Former U.S. Sen. Tim Wirth penned a head-scratching piece in The Colorado Independent this week. In it, he paints the nomination of fellow Coloradan David Bernhardt to lead the Interior Department as an opportunity for the former oil lobbyist to enact a strong conservation agenda. Unfortunately, Bernhardt has been the architect of the most environmentally hostile policies America has seen in a generation.
Keep in mind that Bernhardt would not be joining Interior as a fresh face, with the chance to change the department’s course. Bernhardt designed Trump’s Interior Department from the start. In 2016, President-elect Trump placed Bernhardt in charge of the transition and landing team at Interior, even as he continued to work for his oil, mining, and agriculture clients at Brownstein Hyatt Farber Schreck. David Bernhardt pre-dates Ryan Zinke’s arrival at Interior by several months.
Then when Zinke needed a deputy to run day-to-day operations, Bernhardt found the perfect man for the job by looking in the mirror. (It’s not unlike the 2000 presidential campaign, when George W. Bush placed Dick Cheney in charge of the search for a running mate.)
Senator Wirth rightly begins with a litany of environmental outrages under the Trump administration: removing protections for millions of acres of public lands, opening millions more to oil and gas development, scrapping protections for the sage-grouse, and prioritizing energy development over conservation and recreation. While Wirth suggests that Bernhardt could “rebalance” the department, the reality is Bernhardt and his former clients were central to each and every one of the policies he’s denouncing. Let’s review:
“Protections for more than 2 million acres of public lands have been removed”
In December 2017, President Trump issued an executive order that attempted to shrink Bears Ears and Grand Staircase-Escalante National Monuments. The Interior Department report that recommended the President take those actions was riddled with factual errors. Bernhardt, as deputy secretary, would have been deeply involved in the drafting and editing of any documents being presented to the President with the Interior secretary’s signature. If he disagreed with the recommendations to remove protections from millions of acres of public land and water, he could have said so at any point, or altered the recommendations in the report before presenting it to Zinke.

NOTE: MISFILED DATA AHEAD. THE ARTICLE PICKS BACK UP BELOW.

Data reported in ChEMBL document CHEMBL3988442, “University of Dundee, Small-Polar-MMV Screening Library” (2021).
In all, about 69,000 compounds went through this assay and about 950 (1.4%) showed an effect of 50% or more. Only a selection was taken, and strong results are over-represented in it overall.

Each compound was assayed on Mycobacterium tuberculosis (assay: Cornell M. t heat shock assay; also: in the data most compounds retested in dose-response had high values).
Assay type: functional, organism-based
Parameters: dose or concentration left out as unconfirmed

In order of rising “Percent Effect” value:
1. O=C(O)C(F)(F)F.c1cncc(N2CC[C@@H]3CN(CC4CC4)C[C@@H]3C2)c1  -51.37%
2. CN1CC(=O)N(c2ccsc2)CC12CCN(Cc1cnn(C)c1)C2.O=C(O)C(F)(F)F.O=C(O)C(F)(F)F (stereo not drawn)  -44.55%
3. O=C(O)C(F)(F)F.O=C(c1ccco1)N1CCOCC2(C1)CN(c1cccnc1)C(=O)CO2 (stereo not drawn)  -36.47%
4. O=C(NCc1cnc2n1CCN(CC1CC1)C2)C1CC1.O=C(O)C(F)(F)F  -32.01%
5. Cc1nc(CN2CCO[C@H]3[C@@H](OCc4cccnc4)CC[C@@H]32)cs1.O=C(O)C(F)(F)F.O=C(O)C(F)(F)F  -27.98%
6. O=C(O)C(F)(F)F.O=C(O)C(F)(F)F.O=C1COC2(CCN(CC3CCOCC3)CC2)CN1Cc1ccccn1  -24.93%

“13 million acres of public lands have been offered for oil and gas development”
Bernhardt, a former oil and gas lobbyist and lawyer, has been one of the loudest cheerleaders of the Trump administration’s “energy dominance” agenda. His former clients, which include the Independent Petroleum Association of America and U.S. Oil and Gas Association, have proudly endorsed Bernhardt’s nomination as secretary.
“Efforts to stem emissions of methane – a powerful heat-trapping gas – have been curtailed”
David Bernhardt’s clients sued the BLM to stop its common-sense methane rule. Six weeks after Bernhardt became deputy secretary, BLM eliminated the rule, an action that was cheered by those clients.
“Carefully crafted conservation measures for the endangered sage grouse have been scrapped”
Senator Wirth goes on to encourage Bernhardt to protect sensitive areas from drilling, including Colorado’s Thompson Divide and New Mexico’s Chaco Canyon. But under Bernhardt’s leadership, the Bureau of Land Management has repeatedly offered up parcels for drilling near Chaco Culture National Historical Park, only to postpone—but not cancel—those leases under pressure from tribes and elected officials.
As deputy secretary, Bernhardt could have taken those Chaco leases off the table permanently at any time. Instead, he continues to kick the can down the road even as he flies to New Mexico to tout massive oil and gas production in the state.
Rather than asking whether David Bernhardt will “rebalance” the Interior Department, Coloradans ought to ask why Bernhardt spent the last two years tipping the scales entirely toward his former clients, and if there’s any reason that would change if he got a promotion.
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